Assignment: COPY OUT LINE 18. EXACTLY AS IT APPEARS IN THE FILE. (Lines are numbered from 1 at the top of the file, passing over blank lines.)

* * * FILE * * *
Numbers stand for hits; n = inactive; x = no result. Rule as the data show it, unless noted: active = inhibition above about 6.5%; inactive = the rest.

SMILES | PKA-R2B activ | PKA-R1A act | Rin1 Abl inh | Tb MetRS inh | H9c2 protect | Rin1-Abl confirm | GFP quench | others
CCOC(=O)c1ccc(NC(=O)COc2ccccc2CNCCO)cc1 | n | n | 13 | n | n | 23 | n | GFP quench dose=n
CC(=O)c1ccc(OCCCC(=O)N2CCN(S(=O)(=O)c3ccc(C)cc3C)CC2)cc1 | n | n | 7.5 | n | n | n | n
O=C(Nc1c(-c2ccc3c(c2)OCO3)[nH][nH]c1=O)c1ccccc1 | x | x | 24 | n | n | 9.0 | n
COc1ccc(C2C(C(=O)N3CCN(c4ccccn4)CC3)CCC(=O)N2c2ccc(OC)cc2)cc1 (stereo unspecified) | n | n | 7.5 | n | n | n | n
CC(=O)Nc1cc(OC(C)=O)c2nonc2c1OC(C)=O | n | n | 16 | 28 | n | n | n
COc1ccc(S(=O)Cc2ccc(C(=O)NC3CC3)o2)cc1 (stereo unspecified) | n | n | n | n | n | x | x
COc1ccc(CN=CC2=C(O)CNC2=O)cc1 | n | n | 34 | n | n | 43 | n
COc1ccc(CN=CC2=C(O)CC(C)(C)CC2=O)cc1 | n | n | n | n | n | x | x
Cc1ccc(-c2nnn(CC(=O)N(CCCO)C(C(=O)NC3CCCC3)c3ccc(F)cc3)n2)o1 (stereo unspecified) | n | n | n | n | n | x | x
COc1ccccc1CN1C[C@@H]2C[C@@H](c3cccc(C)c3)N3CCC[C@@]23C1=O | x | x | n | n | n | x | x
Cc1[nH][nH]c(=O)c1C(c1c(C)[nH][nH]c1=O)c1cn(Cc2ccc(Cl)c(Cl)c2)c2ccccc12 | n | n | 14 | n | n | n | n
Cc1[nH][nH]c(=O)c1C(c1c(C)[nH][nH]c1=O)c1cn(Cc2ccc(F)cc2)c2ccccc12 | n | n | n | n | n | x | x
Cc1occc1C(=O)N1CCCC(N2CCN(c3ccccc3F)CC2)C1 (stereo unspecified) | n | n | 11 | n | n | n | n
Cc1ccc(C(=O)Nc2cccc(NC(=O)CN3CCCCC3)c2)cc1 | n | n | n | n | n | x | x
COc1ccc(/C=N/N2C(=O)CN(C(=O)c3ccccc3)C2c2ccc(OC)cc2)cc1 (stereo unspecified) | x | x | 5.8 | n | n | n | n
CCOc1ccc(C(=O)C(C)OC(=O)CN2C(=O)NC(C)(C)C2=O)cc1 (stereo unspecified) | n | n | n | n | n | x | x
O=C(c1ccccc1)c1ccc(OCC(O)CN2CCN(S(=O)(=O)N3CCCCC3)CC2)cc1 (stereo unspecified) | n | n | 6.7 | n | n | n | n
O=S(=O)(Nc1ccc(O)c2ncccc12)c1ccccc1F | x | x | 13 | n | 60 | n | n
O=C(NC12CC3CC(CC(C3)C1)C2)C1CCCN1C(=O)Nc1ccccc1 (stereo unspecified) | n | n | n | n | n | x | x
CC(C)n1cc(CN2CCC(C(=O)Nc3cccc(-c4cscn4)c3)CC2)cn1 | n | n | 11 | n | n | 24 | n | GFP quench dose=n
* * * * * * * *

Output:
CCOc1ccc(C(=O)C(C)OC(=O)CN2C(=O)NC(C)(C)C2=O)cc1 (stereo unspecified) | n | n | n | n | n | x | x